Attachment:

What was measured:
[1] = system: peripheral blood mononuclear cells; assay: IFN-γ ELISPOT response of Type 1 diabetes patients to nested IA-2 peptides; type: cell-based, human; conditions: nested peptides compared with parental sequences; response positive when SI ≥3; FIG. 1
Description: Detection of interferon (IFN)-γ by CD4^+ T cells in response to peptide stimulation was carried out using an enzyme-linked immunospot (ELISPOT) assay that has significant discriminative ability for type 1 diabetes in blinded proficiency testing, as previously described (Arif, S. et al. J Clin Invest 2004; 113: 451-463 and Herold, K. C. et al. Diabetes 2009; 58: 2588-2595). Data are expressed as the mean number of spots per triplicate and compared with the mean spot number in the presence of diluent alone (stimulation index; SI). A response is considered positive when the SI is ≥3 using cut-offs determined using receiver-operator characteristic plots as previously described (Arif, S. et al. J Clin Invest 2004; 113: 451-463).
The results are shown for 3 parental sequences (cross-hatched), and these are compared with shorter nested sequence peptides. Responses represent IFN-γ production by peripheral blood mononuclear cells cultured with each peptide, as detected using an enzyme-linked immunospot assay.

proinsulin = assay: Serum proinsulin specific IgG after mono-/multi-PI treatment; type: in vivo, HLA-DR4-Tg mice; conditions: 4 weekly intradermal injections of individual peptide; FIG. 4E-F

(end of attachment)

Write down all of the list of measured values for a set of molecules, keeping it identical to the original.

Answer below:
What was measured:
[1] = system: peripheral blood mononuclear cells; assay: IFN-γ ELISPOT response of Type 1 diabetes patients to nested IA-2 peptides; type: cell-based, human; conditions: nested peptides compared with parental sequences; response positive when SI ≥3; FIG. 1
Description: Detection of interferon (IFN)-γ by CD4^+ T cells in response to peptide stimulation was carried out using an enzyme-linked immunospot (ELISPOT) assay that has significant discriminative ability for type 1 diabetes in blinded proficiency testing, as previously described (Arif, S. et al. J Clin Invest 2004; 113: 451-463 and Herold, K. C. et al. Diabetes 2009; 58: 2588-2595). Data are expressed as the mean number of spots per triplicate and compared with the mean spot number in the presence of diluent alone (stimulation index; SI). A response is considered positive when the SI is ≥3 using cut-offs determined using receiver-operator characteristic plots as previously described (Arif, S. et al. J Clin Invest 2004; 113: 451-463).
The results are shown for 3 parental sequences (cross-hatched), and these are compared with shorter nested sequence peptides. Responses represent IFN-γ production by peripheral blood mononuclear cells cultured with each peptide, as detected using an enzyme-linked immunospot assay.

proinsulin = assay: Serum proinsulin specific IgG after mono-/multi-PI treatment; type: in vivo, HLA-DR4-Tg mice; conditions: 4 weekly intradermal injections of individual peptide; FIG. 4E-F